Traditions and Casseroles


imageWhen I first started this blog, I tried to strictly stick with etiquette. My goal was to simplify etiquette so that everyone felt comfortable knowing and using it. However, as I’ve learned over the past several months, etiquette, particularly in the South, isn’t as “Emily Post” as I originally thought. So much of what we do and how we act hinges on the traditions that have been passed down to us from our parents and grandparents. Personally, I love this. It connects us with those we may have known only briefly before they passed away, as well as with those we may never have had a chance to meet.

In a world of political correctness that has stifled diversity, I crave uniqueness. I want traditions and cultures that make areas of the wonderful USA different and special. My goal for Etiquette by Emily in 2016 has been to incorporate traditions, tying them to etiquette and, in some cases, pointing out the differences. This is not stuffy etiquette. This is everyday etiquette – etiquette for everyone.

That being said, I want to showcase a tradition I have noticed dying off, save for within churches: bringing food for those who have had a significant life event take place.

Growing up, I think my mom took casseroles, breads, pies and more to people who had recently suffered a death in their family or celebrated a birth. In the South, we closely tie food to comfort (possibly too much so, but it’s not an area I’m willing to give up). A way to show love or appreciation is through food. Bringing food to someone eases some of the everyday burdens, allowing the recipient to focus on their new baby or on grieving. To be quite honest, it blesses the giver as much as the recipient.

This week I had the privilege of taking a casserole (recipe below) to a friend who had a baby a few weeks ago. It’s not the healthiest of casseroles, but it’s an easy, kid-friendly one that heats up well. Priorities. I remember after the births of my kids, the people who brought by food were eligible for sainthood, in my opinion. After nursing, burping, being spit up on and surviving on little-to-no sleep, cooking was the absolute last thing on my to-do list.

I want to make sure this tradition is continued, so I rounded up my kids, Katherine and Grant, and allowed them to “help” cook. Katherine stirred the cream of different things soups together, and Grant helped sprinkle in the garlic powder. It’s important they understand the importance behind this tradition. The recipe, which is not my own, also connects them with their grandmother. In a world where busyness is glorified, it’s good to step back and breathe to remember it’s not all about us. I hope you’ll consider continuing this tradition with me. It’s the perfect opportunity to get out that box of old recipes and cook up something delicious.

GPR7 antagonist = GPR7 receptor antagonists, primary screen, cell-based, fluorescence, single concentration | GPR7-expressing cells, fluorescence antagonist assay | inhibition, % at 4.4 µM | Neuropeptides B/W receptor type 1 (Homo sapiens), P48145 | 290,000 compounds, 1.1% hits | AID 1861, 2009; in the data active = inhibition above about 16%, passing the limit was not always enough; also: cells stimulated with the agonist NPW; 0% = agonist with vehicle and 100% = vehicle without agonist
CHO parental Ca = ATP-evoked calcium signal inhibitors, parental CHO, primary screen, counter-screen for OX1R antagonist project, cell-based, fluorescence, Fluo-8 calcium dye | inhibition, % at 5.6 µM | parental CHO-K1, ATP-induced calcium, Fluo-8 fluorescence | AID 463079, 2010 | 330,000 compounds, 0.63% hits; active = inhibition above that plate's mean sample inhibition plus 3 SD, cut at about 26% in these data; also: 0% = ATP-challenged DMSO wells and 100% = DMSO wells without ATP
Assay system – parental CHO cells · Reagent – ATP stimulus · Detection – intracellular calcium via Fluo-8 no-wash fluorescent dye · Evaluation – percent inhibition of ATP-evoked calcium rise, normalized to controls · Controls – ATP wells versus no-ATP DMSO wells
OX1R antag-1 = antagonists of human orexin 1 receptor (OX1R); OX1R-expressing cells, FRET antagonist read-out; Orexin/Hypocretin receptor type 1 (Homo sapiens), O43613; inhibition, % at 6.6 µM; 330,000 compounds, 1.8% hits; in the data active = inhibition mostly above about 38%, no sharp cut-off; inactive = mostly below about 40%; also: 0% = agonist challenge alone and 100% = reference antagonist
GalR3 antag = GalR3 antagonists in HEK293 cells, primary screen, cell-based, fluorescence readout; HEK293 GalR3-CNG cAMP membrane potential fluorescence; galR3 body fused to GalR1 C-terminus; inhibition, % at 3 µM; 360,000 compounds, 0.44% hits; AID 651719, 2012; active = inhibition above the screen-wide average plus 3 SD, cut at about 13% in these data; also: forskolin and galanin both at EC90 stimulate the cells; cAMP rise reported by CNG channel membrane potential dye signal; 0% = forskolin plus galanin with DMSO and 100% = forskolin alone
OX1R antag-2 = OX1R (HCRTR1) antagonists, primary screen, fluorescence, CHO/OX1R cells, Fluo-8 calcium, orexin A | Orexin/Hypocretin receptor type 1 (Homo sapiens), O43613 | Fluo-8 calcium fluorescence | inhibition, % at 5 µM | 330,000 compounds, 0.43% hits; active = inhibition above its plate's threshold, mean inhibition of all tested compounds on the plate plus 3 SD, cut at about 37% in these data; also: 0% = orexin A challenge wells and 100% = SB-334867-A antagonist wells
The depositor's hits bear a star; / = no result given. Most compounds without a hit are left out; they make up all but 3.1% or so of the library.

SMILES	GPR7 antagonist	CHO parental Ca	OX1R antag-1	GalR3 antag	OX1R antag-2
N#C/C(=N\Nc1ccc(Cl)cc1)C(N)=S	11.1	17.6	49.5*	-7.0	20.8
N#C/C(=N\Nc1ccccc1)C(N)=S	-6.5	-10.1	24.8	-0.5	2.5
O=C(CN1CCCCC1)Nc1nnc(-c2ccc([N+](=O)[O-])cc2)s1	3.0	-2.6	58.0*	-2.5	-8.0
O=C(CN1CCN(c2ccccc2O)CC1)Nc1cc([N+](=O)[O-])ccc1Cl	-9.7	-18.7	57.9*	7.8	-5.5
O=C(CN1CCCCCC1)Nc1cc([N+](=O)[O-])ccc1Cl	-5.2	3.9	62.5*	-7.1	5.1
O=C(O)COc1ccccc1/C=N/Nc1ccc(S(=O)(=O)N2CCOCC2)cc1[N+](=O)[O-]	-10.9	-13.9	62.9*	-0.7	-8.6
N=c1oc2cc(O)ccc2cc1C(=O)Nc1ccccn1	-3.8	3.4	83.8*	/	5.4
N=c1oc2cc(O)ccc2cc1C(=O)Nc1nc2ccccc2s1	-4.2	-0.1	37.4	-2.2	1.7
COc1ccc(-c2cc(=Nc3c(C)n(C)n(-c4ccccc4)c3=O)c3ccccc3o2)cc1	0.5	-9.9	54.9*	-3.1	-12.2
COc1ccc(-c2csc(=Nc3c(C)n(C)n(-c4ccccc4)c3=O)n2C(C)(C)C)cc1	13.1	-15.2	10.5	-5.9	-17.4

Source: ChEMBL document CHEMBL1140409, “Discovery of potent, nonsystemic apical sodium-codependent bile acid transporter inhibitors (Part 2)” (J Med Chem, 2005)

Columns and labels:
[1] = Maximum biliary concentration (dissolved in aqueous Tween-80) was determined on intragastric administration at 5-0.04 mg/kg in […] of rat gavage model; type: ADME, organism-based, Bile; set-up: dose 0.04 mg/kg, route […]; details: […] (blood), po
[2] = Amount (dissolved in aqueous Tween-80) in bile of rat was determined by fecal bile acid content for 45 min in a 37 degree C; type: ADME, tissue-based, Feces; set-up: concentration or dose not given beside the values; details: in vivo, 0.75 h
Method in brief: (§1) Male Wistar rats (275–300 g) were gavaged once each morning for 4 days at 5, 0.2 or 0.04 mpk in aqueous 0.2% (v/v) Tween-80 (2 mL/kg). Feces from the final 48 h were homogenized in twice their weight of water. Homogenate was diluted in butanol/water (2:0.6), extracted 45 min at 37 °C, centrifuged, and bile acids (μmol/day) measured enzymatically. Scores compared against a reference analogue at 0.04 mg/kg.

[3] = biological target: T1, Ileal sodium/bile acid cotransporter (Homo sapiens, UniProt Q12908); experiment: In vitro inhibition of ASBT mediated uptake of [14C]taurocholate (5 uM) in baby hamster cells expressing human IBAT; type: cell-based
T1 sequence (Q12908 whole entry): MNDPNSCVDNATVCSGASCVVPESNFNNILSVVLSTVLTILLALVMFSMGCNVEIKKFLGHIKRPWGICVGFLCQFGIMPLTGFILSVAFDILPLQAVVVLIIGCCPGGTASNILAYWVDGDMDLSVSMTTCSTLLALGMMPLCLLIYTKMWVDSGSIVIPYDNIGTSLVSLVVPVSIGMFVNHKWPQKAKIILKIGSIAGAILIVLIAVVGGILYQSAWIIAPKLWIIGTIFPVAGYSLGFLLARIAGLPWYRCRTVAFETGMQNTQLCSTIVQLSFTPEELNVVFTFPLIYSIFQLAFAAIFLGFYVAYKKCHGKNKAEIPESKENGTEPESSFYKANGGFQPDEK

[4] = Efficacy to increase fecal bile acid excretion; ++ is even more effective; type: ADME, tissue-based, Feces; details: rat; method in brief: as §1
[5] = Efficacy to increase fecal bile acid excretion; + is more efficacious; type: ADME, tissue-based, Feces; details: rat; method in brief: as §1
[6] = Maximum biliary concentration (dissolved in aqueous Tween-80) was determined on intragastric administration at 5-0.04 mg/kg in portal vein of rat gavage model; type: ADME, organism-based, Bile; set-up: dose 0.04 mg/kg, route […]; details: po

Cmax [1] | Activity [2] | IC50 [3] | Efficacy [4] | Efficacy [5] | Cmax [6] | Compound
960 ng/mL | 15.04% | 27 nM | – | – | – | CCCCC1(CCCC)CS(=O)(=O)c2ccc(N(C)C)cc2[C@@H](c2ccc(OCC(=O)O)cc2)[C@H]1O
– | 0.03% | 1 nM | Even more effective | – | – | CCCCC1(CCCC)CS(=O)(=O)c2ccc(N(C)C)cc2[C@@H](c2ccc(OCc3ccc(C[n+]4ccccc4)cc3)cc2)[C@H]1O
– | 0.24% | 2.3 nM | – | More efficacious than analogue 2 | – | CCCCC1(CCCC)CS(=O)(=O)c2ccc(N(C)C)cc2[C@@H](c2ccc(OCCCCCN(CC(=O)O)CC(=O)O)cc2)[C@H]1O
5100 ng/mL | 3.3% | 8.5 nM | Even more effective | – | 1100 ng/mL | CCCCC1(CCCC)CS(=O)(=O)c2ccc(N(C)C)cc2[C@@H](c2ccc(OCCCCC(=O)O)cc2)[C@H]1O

Chicken Noodle casserole:
12 ounce egg noodles, cooked per package
2 cans cream of anything soup (I usually use one cream of chicken and one cream of mushroom)
1 cup sour cream
¾ cup milk
1 teaspoon each: garlic powder, onion powder, paprika
Dash of salt
3 cups cook, diced chicken
Mix everything up

Topping:
24 Ritz crackers
½ stick of butter, melted

Crush crackers on top. Drizzle butter over it all. Bake covered for 30 minutes at 350 degrees. Uncover, and bake for 10 minutes more.

Author: eglass

I'm a wife to Garrett, mother to two littles and a lover of etiquette.

4 thoughts on “Traditions and Casseroles”

  1. Love this so much!
    One of the best things I love about this is getting the kids involved in preparing the meal!
    👏🏻👏🏻👏🏻👏🏻👏🏻👏🏻👏🏻👏🏻👏🏻❤️❤️❤️❤️❤️❤️❤️❤️❤️

    1. Thank you so much!! It takes patience letting them be involved, but to me, it’s just one more tradition getting passed down. 🙂

    1. Good question! I’ve done it in about every size pan. I like the topping best, so I do at least 9×13 usually. Serves around 8, I’d say. 🙂 Thanks for asking!

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